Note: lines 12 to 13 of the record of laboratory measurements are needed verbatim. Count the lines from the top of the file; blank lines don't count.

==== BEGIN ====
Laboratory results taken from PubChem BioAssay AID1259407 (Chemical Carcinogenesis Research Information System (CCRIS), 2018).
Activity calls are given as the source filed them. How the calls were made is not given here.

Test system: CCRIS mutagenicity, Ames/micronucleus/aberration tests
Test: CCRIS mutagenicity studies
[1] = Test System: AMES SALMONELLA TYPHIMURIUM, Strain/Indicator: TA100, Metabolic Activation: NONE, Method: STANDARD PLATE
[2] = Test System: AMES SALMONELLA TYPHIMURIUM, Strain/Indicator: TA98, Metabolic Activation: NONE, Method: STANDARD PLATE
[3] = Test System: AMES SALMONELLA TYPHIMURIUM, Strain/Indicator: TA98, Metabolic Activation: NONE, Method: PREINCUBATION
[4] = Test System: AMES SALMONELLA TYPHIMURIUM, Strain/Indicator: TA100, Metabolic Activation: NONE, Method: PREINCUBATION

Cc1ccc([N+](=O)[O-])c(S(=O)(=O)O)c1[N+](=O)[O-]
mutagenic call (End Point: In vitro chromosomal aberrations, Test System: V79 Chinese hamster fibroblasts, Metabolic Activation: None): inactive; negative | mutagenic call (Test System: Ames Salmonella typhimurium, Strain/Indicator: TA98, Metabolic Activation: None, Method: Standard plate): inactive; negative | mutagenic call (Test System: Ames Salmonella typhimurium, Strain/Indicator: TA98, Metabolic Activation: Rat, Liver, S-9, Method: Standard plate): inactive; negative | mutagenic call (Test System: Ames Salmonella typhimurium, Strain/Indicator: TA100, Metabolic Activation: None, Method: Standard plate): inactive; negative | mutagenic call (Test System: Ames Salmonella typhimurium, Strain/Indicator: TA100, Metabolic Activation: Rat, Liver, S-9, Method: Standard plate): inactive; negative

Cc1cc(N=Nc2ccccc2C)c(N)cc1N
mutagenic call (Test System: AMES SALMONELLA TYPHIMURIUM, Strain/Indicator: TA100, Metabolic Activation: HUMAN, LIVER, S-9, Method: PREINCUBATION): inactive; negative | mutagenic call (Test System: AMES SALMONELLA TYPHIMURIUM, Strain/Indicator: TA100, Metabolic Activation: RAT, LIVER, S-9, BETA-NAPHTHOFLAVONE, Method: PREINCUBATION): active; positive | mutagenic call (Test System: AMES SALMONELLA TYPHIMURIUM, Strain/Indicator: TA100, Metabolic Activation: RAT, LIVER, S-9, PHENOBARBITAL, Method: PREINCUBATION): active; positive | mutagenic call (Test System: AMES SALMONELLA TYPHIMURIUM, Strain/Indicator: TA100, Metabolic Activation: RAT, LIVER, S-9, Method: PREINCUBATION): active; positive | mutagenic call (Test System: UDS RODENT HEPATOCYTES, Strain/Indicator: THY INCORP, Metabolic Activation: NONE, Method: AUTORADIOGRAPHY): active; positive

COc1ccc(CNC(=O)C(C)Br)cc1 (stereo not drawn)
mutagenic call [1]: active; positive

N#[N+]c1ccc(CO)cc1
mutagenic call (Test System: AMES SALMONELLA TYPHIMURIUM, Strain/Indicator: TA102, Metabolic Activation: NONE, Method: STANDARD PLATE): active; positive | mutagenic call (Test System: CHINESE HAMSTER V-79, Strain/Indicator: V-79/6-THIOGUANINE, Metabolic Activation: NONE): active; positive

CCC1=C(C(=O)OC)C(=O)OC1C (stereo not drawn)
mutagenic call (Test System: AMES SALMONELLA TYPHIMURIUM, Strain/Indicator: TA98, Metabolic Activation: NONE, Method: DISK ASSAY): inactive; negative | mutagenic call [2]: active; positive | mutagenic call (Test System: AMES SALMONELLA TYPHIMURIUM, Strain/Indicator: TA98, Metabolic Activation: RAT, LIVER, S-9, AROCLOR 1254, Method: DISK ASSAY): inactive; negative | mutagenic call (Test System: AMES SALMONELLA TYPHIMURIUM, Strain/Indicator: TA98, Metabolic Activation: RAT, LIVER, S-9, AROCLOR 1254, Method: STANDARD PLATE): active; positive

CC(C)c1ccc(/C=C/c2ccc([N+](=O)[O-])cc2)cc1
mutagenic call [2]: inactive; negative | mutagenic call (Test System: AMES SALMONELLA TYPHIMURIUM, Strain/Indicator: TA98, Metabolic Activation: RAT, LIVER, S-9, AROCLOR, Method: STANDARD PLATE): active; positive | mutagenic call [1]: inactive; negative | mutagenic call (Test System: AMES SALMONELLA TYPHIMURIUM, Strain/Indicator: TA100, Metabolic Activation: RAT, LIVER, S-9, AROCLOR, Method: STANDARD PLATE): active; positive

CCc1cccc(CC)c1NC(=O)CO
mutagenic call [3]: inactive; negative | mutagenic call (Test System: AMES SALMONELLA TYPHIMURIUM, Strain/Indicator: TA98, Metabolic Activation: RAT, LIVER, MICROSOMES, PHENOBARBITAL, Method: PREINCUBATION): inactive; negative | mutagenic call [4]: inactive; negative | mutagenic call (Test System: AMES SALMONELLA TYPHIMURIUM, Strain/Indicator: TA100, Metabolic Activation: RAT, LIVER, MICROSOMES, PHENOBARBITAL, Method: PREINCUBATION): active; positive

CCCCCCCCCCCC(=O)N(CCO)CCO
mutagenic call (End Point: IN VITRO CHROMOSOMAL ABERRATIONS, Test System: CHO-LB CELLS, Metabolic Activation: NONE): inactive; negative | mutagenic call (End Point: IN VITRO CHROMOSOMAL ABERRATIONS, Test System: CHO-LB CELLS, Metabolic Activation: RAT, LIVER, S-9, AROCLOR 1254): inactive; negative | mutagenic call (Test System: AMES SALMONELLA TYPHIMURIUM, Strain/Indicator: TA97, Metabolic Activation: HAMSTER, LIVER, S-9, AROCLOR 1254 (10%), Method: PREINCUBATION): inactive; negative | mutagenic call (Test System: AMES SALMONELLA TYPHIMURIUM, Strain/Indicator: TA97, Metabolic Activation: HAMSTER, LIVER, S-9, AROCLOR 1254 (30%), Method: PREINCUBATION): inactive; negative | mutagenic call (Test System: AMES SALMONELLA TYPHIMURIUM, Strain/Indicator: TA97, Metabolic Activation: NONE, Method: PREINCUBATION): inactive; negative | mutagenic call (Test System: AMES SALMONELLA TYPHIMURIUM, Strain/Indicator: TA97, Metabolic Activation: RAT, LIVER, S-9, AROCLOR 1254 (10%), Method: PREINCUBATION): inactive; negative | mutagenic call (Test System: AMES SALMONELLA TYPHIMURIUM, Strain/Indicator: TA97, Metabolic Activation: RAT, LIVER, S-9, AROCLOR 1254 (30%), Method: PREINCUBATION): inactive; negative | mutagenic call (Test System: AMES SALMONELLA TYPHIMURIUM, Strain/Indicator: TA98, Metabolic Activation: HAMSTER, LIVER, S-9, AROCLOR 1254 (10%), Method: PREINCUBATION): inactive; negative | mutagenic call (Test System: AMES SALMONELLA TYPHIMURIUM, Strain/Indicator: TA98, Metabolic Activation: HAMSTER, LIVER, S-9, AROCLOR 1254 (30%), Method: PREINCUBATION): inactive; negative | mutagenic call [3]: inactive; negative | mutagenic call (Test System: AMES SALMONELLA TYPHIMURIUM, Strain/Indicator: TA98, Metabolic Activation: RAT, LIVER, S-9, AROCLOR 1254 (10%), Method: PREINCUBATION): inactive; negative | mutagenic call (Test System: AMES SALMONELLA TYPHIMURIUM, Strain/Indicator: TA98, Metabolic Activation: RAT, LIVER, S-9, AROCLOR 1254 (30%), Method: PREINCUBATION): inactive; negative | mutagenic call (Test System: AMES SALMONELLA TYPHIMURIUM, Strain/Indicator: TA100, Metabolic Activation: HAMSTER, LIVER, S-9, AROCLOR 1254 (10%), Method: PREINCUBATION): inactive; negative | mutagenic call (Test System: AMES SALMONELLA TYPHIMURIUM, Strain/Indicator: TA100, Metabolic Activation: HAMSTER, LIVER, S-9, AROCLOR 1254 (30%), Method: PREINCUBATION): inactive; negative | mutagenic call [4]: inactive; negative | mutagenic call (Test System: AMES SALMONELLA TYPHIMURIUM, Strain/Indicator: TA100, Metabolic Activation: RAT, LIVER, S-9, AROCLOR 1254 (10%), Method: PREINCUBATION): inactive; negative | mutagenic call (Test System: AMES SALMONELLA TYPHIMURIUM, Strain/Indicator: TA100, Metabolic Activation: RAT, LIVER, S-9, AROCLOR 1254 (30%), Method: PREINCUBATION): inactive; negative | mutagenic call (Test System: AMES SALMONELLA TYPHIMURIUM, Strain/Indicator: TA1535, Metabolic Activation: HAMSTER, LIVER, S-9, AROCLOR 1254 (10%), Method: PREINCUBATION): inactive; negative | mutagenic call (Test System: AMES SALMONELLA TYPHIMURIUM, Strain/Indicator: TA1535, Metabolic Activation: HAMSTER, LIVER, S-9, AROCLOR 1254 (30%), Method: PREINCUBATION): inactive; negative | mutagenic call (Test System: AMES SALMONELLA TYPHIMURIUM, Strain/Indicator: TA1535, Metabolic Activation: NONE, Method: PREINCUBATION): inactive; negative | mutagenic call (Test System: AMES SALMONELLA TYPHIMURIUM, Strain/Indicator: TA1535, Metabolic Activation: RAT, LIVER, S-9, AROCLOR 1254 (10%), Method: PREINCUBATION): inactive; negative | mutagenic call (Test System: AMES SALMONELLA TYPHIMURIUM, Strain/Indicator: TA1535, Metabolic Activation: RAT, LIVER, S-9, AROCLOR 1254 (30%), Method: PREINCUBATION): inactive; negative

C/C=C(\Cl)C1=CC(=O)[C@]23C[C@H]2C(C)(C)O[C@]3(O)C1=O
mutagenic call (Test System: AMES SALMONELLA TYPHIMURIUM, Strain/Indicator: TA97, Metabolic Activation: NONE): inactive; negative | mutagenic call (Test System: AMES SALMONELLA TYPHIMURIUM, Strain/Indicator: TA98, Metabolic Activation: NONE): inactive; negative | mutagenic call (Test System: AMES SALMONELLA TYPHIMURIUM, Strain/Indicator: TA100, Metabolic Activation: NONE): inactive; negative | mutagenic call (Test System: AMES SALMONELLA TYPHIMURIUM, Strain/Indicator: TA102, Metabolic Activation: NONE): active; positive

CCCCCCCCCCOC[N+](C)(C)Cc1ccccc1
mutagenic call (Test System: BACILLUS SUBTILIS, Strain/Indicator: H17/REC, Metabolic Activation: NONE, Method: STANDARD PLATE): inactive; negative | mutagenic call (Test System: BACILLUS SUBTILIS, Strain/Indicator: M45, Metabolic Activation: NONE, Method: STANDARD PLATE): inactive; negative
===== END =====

mutagenic call (Test System: AMES SALMONELLA TYPHIMURIUM, Strain/Indicator: TA100, Metabolic Activation: HUMAN, LIVER, S-9, Method: PREINCUBATION): inactive; negative | mutagenic call (Test System: AMES SALMONELLA TYPHIMURIUM, Strain/Indicator: TA100, Metabolic Activation: RAT, LIVER, S-9, BETA-NAPHTHOFLAVONE, Method: PREINCUBATION): active; positive | mutagenic call (Test System: AMES SALMONELLA TYPHIMURIUM, Strain/Indicator: TA100, Metabolic Activation: RAT, LIVER, S-9, PHENOBARBITAL, Method: PREINCUBATION): active; positive | mutagenic call (Test System: AMES SALMONELLA TYPHIMURIUM, Strain/Indicator: TA100, Metabolic Activation: RAT, LIVER, S-9, Method: PREINCUBATION): active; positive | mutagenic call (Test System: UDS RODENT HEPATOCYTES, Strain/Indicator: THY INCORP, Metabolic Activation: NONE, Method: AUTORADIOGRAPHY): active; positive

COc1ccc(CNC(=O)C(C)Br)cc1 (stereo not drawn)